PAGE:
Image Credit: Image #5: Greg Labbé
The numbers shown here are clearly for a commercial ventilation system, but the illustration shows the relationship between air flows. [Image credit: Venmar]
Image Credit: Image #6: Venmar
In the end, we went with our DG700 and measured the pressure across the building envelope to ensure the system was ‘balanced’ when the ERV was running at TSV. CSA F326 states that flows in and out must be within 10% of each other and typically the flows are measured at stations 2 and 3 if the duct work will allow.
Image Credit: Image #7: Greg Labbé

We were recently called to commission a fully ducted energy-recovery ventilation (ERV) system in a newly constructed, “near passive” house.

Commissioning an ERV usually involves dialing in the specific ventilation rate on the variable control knob, and then adjusting air flows room by room according to the intended mechanical design. We also needed to ensure that the system didn’t change the pressure in the house with respect to the outdoors. At risk of stating the obvious, mechanical ventilation systems will either pressurize or depressurize a home if not commissioned properly. (See Image #2 at the bottom of the page.)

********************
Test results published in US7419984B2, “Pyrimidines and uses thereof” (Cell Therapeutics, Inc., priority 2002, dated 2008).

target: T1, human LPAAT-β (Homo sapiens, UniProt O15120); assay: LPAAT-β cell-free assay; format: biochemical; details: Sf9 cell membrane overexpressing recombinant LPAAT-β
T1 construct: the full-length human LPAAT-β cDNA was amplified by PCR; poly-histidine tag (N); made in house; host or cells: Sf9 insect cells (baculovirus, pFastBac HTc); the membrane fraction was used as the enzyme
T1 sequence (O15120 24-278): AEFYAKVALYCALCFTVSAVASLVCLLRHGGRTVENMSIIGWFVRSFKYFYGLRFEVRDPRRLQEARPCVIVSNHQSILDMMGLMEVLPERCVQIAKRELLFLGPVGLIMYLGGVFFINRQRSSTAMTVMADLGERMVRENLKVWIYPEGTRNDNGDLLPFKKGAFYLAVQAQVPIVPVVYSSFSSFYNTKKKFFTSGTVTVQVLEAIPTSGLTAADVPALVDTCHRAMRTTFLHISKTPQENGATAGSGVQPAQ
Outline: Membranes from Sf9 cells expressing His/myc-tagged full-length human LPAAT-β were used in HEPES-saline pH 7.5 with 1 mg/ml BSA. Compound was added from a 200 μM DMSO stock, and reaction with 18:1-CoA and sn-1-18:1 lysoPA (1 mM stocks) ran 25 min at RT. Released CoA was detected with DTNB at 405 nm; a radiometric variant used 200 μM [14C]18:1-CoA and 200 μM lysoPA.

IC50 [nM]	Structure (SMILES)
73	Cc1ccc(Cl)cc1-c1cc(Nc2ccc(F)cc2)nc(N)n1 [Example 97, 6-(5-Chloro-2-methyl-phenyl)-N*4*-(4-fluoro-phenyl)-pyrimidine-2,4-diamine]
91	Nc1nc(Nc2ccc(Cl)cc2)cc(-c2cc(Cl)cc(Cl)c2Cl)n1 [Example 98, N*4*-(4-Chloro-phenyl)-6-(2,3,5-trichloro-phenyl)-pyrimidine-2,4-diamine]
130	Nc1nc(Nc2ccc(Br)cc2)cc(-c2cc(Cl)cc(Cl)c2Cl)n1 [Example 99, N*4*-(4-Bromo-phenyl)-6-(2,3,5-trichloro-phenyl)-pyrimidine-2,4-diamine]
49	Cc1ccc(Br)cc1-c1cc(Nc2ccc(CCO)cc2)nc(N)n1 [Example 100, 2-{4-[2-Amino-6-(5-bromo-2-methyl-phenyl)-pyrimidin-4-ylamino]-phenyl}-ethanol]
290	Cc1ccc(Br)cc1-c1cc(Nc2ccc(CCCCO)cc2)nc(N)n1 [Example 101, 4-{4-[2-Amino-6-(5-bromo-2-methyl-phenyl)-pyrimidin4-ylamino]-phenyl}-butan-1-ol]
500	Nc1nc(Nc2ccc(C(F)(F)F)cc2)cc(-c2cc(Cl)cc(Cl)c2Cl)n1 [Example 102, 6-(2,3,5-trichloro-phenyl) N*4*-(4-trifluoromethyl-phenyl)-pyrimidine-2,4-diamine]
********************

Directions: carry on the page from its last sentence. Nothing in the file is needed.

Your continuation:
What we thought was going to be a straightforward job turned into a multi-day time-gobbler that taught us a few lessons.

Following a standard for commissioning the system

Fortunately, none of the appliances in the home were susceptible to combustion spillage: there were no CO2 sources (wood or fossil fuel appliances) and there were no exhaust-only appliances that depressurized the house (i.e., no bath exhaust fans and no range hood exhaust fan; the clothes dryer was condensing).

We intended to follow the commissioning process described in a Canadian ventilation standard: CSA-F326, “Residential Mechanical Ventilation Systems.”